Public Opinion Comes of Age: Reform of the Libel Law in the Eighteenth Century

A series of cases over a period of sixty years had raised the question of whether juries could pronounce on the substance of charges of libel and sedition or merely on the facts of publication. H.M. Lubasz writes how Fox’s Libel Act of 1791 put an end to doubt and thereby admitted the public to a larger vote in political affairs.

The eighteenth century was the golden age of the English governing class. For more or less a hundred years, this class managed to govern Britain with tolerable efficiency and without much interference from any other political element. Before the Glorious Revolution of 1688, kings had claimed a very substantial share in the ordering of society and the conduct of government.

But the Revolution Settlement established both the practical predominance of the landed aristocrats and the constitutional principle of limited monarchy. For one reason or another, William III, Queen Anne and the first two Georges were generally content to accept this new division of power.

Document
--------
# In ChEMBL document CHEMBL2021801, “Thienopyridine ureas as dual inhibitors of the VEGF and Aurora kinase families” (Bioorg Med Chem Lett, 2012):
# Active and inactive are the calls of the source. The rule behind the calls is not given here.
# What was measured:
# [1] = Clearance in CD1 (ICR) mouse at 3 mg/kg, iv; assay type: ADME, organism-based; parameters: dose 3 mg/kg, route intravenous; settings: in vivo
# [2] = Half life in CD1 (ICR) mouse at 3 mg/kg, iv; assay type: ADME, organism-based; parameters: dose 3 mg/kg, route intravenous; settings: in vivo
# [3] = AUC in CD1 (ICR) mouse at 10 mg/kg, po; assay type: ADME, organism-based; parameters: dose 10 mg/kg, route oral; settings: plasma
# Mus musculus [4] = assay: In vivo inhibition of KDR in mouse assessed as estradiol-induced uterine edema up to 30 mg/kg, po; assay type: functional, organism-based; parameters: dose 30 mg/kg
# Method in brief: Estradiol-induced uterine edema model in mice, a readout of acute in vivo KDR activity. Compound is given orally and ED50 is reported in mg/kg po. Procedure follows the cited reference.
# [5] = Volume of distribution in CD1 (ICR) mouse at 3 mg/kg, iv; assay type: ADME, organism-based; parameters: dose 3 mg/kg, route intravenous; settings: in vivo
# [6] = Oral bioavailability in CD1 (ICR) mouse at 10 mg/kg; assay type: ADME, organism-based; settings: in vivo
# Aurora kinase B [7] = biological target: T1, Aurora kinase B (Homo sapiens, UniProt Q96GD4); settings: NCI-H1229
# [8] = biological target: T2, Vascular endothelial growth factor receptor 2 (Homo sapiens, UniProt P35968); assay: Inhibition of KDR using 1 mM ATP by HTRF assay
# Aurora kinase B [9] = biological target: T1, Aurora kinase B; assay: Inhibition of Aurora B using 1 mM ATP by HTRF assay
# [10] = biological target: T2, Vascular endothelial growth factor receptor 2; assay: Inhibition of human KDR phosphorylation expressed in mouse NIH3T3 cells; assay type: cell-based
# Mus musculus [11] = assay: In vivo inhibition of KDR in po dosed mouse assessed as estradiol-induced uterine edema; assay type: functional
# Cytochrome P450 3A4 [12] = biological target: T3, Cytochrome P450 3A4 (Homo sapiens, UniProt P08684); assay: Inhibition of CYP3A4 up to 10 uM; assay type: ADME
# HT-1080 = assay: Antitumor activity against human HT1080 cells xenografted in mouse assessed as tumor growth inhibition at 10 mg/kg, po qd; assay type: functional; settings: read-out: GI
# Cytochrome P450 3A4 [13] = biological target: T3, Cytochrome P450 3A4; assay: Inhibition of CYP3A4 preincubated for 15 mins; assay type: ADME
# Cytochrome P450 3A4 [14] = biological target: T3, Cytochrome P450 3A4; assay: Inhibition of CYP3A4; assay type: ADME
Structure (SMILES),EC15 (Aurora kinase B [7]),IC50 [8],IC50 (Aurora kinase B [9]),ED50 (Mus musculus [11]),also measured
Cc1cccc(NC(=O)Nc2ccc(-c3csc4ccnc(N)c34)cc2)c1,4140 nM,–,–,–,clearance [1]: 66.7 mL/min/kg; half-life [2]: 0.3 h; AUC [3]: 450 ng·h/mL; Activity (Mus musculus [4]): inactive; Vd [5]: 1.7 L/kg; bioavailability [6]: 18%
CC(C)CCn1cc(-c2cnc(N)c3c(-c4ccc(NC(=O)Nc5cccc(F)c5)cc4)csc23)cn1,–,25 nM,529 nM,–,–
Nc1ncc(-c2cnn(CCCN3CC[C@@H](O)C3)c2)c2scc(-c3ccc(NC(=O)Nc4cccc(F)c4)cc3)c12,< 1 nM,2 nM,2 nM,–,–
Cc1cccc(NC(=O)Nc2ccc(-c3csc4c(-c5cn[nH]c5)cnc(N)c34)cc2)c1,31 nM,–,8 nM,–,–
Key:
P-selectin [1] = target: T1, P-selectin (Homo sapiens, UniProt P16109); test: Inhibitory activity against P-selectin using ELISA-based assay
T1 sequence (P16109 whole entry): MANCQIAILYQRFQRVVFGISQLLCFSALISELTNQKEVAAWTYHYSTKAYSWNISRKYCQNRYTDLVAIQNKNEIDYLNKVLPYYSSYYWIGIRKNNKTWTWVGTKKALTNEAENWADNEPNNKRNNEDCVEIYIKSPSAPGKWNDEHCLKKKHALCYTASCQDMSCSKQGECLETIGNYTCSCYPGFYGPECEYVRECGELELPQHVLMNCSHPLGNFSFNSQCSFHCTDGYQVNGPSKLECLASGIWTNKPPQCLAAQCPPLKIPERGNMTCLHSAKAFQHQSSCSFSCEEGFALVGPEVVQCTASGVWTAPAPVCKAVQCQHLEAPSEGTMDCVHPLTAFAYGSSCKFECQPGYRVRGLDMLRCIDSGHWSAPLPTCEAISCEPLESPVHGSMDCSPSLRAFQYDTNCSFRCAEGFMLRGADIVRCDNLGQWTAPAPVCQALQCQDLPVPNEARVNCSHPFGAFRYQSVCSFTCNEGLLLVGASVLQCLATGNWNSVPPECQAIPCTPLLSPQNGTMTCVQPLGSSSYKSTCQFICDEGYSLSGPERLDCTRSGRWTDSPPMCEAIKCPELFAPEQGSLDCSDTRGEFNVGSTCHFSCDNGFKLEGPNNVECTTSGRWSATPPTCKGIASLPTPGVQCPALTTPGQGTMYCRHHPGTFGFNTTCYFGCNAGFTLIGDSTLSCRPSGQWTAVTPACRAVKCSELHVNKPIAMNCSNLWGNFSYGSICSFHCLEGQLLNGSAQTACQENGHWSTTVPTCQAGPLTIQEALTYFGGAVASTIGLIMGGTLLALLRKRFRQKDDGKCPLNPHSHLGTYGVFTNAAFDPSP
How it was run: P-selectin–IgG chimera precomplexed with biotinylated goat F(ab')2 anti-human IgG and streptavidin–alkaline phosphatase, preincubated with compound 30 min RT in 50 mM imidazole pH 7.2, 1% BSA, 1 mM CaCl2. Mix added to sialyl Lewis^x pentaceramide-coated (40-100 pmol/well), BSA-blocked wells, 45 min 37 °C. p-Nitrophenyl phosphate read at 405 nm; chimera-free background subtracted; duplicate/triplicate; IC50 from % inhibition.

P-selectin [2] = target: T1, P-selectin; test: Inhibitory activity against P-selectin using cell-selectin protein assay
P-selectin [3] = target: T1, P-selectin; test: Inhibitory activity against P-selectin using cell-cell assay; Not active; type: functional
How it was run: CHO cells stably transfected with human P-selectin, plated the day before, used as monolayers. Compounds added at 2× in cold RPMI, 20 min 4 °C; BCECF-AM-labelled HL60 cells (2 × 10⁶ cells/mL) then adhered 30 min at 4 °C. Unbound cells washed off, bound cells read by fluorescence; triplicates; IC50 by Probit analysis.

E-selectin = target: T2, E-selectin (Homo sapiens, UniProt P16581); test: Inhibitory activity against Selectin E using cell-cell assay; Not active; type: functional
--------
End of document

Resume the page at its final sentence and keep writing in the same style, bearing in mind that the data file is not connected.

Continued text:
At the other end of the political scale, the public had as yet no recognized place in the constitution. Indeed, until the middle of the eighteenth century, the public took little active interest in the affairs of the nation, and few members of the governing class would have been prepared to tolerate its participation in politics. As the principal beneficiaries of the Revolution Settlement, the landed gentlemen of England were anxious to maintain their privileged position in government, vis-a-vis both the public and the monarch.

Their complete supremacy was short-lived. After the middle of the century, it was challenged both from above and from below. With George III’s endeavours to “be King” we are reasonably familiar. We are aware of his challenge to the aristocracy because there is no doubt about his identity and because his actions are well documented. We are far less familiar with the challenge presented by the amorphous and ill-documented general public.

To continue reading this article you will need to purchase access to the online archive.

Buy Online Access  Buy Print & Archive Subscription

If you have already purchased access, or are a print & archive subscriber, please ensure you are logged in.

Please email if you have any problems.



Get Miscellanies, our free weekly long read, in your inbox every week